In 2019 Congress passed the Setting Every Community Up for Retirement Enhancement Act (SECURE Act) to help Americans better prepare for retirement. Then the SECURE 2.0 Act was passed in the waning days of 2022, expanding the original legislation in an effort to further reduce the gaps caused by lower savings and longer lifespans. To summarize, SECURE 2.0 will roll out changes over the next few years, adding dozens of new provisions designed to make it easier for Americans to save for retirement in IRAs and workplace plans. 

This is great for people who are just getting started on their retirement planning, but what does it mean for people who have been investing for years, or are already retired? We’ll break it down for you.

What Is the SECURE 2.0 Act?

The SECURE 2.0 Act will be making changes gradually, with some provisions kicking in this year and others going into effect through 2027. Here are the main ways these changes could affect your retirement:

Automatic 401(k) Enrollment

For any retirement plans starting after December 31, 2024, eligible employees will be automatically enrolled into a retirement savings plan through their employer. Instead of opting in to a 401(k), you’ll have to opt out.

For those who started retirement savings a long time ago, the new Section 604 has made some changes to how employers contribute as well. Under the new provision, employers’ contributions can now be made directly into an employee’s Roth 401(k). It’s optional so employees can choose this plan if employers offer it. 

Changes to Required Minimum Distributions

Required minimum distributions (RMDs) are the minimum amounts that IRA and retirement plan account owners generally must withdraw annually starting when they reach the age of 72. Under the new SECURE 2.0 Act, for people who turned 72 in 2023 or later, the age for required distributions has been raised from 72 to 73, and it will rise to 75 in 2033. 

Additionally, the new act decreased the penalty for not taking RMDs from 50% to 25%. If corrected within two years, the penalty will drop to 10%. Starting this year, RMDs will be eliminated altogether from non-IRA Roth accounts, including Roth 401(k) plans. 

In other words, people now have even more time to grow their retirement funds. One thing to keep in mind, however: If you push back your retirement payouts, you’ll have to withdraw more funds in a shorter period of time, which could impact your tax rate.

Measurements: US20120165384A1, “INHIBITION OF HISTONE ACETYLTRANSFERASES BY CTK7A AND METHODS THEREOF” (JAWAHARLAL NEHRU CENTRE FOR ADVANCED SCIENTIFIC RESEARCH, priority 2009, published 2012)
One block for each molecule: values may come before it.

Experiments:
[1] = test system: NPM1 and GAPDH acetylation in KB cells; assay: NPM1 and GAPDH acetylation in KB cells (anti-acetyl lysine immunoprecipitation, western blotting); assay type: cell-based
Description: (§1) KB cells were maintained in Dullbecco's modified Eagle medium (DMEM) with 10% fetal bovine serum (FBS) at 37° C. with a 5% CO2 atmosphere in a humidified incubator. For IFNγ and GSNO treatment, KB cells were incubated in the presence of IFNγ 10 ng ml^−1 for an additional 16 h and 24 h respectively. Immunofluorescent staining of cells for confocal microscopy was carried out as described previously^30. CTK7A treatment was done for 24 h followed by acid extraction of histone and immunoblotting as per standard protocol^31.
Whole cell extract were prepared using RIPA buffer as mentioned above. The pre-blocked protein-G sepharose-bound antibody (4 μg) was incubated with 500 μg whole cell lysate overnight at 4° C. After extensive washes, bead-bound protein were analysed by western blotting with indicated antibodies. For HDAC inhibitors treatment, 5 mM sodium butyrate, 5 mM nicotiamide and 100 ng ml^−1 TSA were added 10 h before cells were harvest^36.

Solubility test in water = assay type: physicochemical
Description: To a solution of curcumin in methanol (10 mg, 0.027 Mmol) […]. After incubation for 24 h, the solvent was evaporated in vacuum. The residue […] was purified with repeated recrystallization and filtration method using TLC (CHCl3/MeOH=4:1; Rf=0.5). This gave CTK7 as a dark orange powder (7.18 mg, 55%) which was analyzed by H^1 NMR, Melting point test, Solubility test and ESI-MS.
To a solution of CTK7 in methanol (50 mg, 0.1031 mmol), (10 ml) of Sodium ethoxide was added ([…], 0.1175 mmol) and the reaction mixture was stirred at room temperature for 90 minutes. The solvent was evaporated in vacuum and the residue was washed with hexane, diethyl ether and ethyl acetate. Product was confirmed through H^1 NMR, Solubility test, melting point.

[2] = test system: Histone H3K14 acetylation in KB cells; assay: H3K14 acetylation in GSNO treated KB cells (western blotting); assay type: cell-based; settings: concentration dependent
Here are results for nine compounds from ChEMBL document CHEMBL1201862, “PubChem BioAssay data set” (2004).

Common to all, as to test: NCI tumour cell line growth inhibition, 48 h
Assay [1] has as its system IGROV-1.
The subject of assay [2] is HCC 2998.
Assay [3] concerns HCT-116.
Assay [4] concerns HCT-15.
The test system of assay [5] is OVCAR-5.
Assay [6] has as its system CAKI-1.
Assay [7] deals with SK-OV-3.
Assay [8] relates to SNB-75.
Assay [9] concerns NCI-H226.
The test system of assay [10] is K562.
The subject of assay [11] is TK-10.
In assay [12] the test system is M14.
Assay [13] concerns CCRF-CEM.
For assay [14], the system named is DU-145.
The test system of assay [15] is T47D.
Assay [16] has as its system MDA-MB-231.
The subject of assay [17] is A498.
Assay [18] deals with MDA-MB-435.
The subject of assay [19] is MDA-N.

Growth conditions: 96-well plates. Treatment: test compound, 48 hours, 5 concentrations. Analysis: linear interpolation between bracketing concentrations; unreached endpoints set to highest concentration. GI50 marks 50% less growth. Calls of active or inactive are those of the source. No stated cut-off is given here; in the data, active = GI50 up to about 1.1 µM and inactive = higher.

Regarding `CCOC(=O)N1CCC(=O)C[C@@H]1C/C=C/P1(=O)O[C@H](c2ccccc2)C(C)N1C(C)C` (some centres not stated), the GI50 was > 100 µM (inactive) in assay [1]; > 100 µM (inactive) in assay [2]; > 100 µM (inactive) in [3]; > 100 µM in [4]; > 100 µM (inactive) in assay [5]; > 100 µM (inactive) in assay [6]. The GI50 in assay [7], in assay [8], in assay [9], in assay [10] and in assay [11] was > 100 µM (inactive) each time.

Higher Catch-Up Contributions

People aged 50 or older can make a $7,500 catch-up contribution to a workplace plan. Section 109 states that starting January 1, 2025, the catch-up contribution to workplace plans increases to $10,000 annually for those aged 60 to 63 (indexed for inflation). For simple IRAs, the catch-up contribution limit will increase to $3,500 (up from $3,000) this year as well.

Also, starting in 2026, Section 603 states that all catch-up contributions must go into Roth accounts in after-tax dollars if you’re 50 or older and earned more than $145,000 the previous year. IRAs currently allow a $1,000 catch-up contribution if you’re 50 or older, but the amount will be indexed to inflation starting this year.

Emergency Savings/Hardship Withdrawals

Starting this year, employers can offer non-highly compensated employees (NHCEs) the option to link their retirement plan to an emergency savings account. (According to the IRS, an NHCE is anyone who doesn’t own at least 5% of the company or earns less than $150,000.) Annual contributions are limited to $2,500 (or less, as set by the employer), and the first four withdrawals a year aren’t subject to taxes or penalties, according to Section 127.

Along similar lines, the SECURE 2.0 Act makes it possible for account holders to withdraw from their 401(k) plans or IRAs for emergency expenses without incurring hefty penalties and a 10% early distribution tax. Only one distribution of up to $1,000 per year is allowed, and the funds must be repaid within three years. If the funds haven’t been repaid within the three-year period, no additional hardship withdrawals can be made.

Saver’s Tax Credit

Starting in 2027, low- to middle-income earners will be eligible for a federal matching contribution of up to $2,000 annually, or $4,000 for married couples. This replaces the Saver’s Credit with the “Saver’s Match,” pivoting from a tax credit on your return to a federal contribution that gets deposited into your IRA or employer-sponsored retirement plan.

Top image by c-George from Getty Images, via Canva.com.


More on Retirement and Finances: